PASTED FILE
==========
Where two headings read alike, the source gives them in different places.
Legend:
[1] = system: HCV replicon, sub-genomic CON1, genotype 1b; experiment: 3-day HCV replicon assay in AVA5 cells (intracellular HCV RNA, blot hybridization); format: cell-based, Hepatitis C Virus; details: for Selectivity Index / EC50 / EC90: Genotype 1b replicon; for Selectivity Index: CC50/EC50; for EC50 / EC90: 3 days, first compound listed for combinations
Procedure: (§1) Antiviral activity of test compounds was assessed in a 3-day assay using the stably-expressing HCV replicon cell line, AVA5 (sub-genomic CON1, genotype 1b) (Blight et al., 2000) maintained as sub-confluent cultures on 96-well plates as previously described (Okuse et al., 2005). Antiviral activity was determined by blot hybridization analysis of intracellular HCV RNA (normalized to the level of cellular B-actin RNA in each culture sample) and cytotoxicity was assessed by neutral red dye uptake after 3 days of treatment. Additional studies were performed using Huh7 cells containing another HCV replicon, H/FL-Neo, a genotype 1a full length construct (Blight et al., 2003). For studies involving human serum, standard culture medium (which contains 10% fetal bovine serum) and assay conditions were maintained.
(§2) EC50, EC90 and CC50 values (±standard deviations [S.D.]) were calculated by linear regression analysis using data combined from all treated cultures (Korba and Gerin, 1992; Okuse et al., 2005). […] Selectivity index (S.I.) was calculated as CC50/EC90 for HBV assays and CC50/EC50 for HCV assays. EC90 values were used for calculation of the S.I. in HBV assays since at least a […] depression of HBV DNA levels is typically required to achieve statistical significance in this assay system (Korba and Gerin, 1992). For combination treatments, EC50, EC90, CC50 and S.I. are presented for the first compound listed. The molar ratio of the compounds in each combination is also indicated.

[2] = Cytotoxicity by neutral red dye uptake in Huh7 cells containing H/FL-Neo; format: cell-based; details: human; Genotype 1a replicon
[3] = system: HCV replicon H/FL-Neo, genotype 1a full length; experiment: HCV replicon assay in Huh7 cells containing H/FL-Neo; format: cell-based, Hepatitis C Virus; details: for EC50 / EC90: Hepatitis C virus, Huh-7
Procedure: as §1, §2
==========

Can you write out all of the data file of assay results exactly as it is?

Where two headings read alike, the source gives them in different places.
Legend:
[1] = system: HCV replicon, sub-genomic CON1, genotype 1b; experiment: 3-day HCV replicon assay in AVA5 cells (intracellular HCV RNA, blot hybridization); format: cell-based, Hepatitis C Virus; details: for Selectivity Index / EC50 / EC90: Genotype 1b replicon; for Selectivity Index: CC50/EC50; for EC50 / EC90: 3 days, first compound listed for combinations
Procedure: (§1) Antiviral activity of test compounds was assessed in a 3-day assay using the stably-expressing HCV replicon cell line, AVA5 (sub-genomic CON1, genotype 1b) (Blight et al., 2000) maintained as sub-confluent cultures on 96-well plates as previously described (Okuse et al., 2005). Antiviral activity was determined by blot hybridization analysis of intracellular HCV RNA (normalized to the level of cellular B-actin RNA in each culture sample) and cytotoxicity was assessed by neutral red dye uptake after 3 days of treatment. Additional studies were performed using Huh7 cells containing another HCV replicon, H/FL-Neo, a genotype 1a full length construct (Blight et al., 2003). For studies involving human serum, standard culture medium (which contains 10% fetal bovine serum) and assay conditions were maintained.
(§2) EC50, EC90 and CC50 values (±standard deviations [S.D.]) were calculated by linear regression analysis using data combined from all treated cultures (Korba and Gerin, 1992; Okuse et al., 2005). […] Selectivity index (S.I.) was calculated as CC50/EC90 for HBV assays and CC50/EC50 for HCV assays. EC90 values were used for calculation of the S.I. in HBV assays since at least a […] depression of HBV DNA levels is typically required to achieve statistical significance in this assay system (Korba and Gerin, 1992). For combination treatments, EC50, EC90, CC50 and S.I. are presented for the first compound listed. The molar ratio of the compounds in each combination is also indicated.

[2] = Cytotoxicity by neutral red dye uptake in Huh7 cells containing H/FL-Neo; format: cell-based; details: human; Genotype 1a replicon
[3] = system: HCV replicon H/FL-Neo, genotype 1a full length; experiment: HCV replicon assay in Huh7 cells containing H/FL-Neo; format: cell-based, Hepatitis C Virus; details: for EC50 / EC90: Hepatitis C virus, Huh-7
Procedure: as §1, §2